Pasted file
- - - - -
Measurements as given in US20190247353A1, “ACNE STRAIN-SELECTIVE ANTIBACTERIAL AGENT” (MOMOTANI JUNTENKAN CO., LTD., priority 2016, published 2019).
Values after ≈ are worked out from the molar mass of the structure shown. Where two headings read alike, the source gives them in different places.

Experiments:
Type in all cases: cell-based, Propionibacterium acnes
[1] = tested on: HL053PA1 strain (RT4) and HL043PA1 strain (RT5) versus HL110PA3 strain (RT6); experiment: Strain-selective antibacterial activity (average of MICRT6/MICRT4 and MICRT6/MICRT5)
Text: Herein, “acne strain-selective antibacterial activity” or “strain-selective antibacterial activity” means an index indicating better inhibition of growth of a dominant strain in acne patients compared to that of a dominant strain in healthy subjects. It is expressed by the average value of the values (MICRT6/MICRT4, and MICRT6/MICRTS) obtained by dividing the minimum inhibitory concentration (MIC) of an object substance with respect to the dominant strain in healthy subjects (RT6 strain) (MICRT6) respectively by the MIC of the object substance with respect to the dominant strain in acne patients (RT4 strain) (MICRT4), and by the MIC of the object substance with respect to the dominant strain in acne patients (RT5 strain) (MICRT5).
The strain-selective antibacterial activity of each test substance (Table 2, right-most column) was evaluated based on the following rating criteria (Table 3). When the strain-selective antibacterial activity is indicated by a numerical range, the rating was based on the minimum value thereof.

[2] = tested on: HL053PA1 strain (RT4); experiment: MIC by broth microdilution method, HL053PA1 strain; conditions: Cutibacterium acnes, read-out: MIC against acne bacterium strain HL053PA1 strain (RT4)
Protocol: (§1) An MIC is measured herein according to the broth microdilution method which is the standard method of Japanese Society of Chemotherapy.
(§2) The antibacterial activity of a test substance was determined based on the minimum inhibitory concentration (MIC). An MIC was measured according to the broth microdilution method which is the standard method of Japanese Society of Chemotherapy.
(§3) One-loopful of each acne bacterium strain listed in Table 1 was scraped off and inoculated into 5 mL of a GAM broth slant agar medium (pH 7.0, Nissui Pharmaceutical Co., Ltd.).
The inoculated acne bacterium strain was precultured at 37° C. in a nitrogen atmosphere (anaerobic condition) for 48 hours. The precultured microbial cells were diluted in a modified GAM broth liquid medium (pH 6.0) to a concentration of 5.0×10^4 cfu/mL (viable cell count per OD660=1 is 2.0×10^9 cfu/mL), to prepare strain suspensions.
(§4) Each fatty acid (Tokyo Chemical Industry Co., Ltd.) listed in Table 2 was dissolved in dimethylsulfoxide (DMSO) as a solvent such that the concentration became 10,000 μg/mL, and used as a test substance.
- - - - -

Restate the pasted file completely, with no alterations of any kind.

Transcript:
Measurements as given in US20190247353A1, “ACNE STRAIN-SELECTIVE ANTIBACTERIAL AGENT” (MOMOTANI JUNTENKAN CO., LTD., priority 2016, published 2019).
Values after ≈ are worked out from the molar mass of the structure shown. Where two headings read alike, the source gives them in different places.

Experiments:
Type in all cases: cell-based, Propionibacterium acnes
[1] = tested on: HL053PA1 strain (RT4) and HL043PA1 strain (RT5) versus HL110PA3 strain (RT6); experiment: Strain-selective antibacterial activity (average of MICRT6/MICRT4 and MICRT6/MICRT5)
Text: Herein, “acne strain-selective antibacterial activity” or “strain-selective antibacterial activity” means an index indicating better inhibition of growth of a dominant strain in acne patients compared to that of a dominant strain in healthy subjects. It is expressed by the average value of the values (MICRT6/MICRT4, and MICRT6/MICRTS) obtained by dividing the minimum inhibitory concentration (MIC) of an object substance with respect to the dominant strain in healthy subjects (RT6 strain) (MICRT6) respectively by the MIC of the object substance with respect to the dominant strain in acne patients (RT4 strain) (MICRT4), and by the MIC of the object substance with respect to the dominant strain in acne patients (RT5 strain) (MICRT5).
The strain-selective antibacterial activity of each test substance (Table 2, right-most column) was evaluated based on the following rating criteria (Table 3). When the strain-selective antibacterial activity is indicated by a numerical range, the rating was based on the minimum value thereof.

[2] = tested on: HL053PA1 strain (RT4); experiment: MIC by broth microdilution method, HL053PA1 strain; conditions: Cutibacterium acnes, read-out: MIC against acne bacterium strain HL053PA1 strain (RT4)
Protocol: (§1) An MIC is measured herein according to the broth microdilution method which is the standard method of Japanese Society of Chemotherapy.
(§2) The antibacterial activity of a test substance was determined based on the minimum inhibitory concentration (MIC). An MIC was measured according to the broth microdilution method which is the standard method of Japanese Society of Chemotherapy.
(§3) One-loopful of each acne bacterium strain listed in Table 1 was scraped off and inoculated into 5 mL of a GAM broth slant agar medium (pH 7.0, Nissui Pharmaceutical Co., Ltd.).
The inoculated acne bacterium strain was precultured at 37° C. in a nitrogen atmosphere (anaerobic condition) for 48 hours. The precultured microbial cells were diluted in a modified GAM broth liquid medium (pH 6.0) to a concentration of 5.0×10^4 cfu/mL (viable cell count per OD660=1 is 2.0×10^9 cfu/mL), to prepare strain suspensions.
(§4) Each fatty acid (Tokyo Chemical Industry Co., Ltd.) listed in Table 2 was dissolved in dimethylsulfoxide (DMSO) as a solvent such that the concentration became 10,000 μg/mL, and used as a test substance.